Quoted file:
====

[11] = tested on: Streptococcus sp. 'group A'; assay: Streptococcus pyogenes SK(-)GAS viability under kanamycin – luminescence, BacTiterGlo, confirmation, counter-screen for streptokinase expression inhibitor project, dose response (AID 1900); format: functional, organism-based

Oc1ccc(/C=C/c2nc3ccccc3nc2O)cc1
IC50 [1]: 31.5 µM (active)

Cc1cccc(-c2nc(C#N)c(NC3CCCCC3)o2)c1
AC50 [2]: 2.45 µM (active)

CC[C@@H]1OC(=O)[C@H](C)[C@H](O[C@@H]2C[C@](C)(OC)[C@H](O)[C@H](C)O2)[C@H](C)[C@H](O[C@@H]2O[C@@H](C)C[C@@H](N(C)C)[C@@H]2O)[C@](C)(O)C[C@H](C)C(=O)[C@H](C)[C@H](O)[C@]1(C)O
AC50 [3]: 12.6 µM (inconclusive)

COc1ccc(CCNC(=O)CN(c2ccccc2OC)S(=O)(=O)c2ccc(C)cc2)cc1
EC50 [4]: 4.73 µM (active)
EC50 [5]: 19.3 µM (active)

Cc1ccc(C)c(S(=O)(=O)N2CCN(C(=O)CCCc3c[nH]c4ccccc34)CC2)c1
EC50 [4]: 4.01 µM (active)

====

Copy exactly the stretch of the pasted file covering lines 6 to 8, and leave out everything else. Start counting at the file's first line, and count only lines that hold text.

CC[C@@H]1OC(=O)[C@H](C)[C@H](O[C@@H]2C[C@](C)(OC)[C@H](O)[C@H](C)O2)[C@H](C)[C@H](O[C@@H]2O[C@@H](C)C[C@@H](N(C)C)[C@@H]2O)[C@](C)(O)C[C@H](C)C(=O)[C@H](C)[C@H](O)[C@]1(C)O
AC50 [3]: 12.6 µM (inconclusive)

COc1ccc(CCNC(=O)CN(c2ccccc2OC)S(=O)(=O)c2ccc(C)cc2)cc1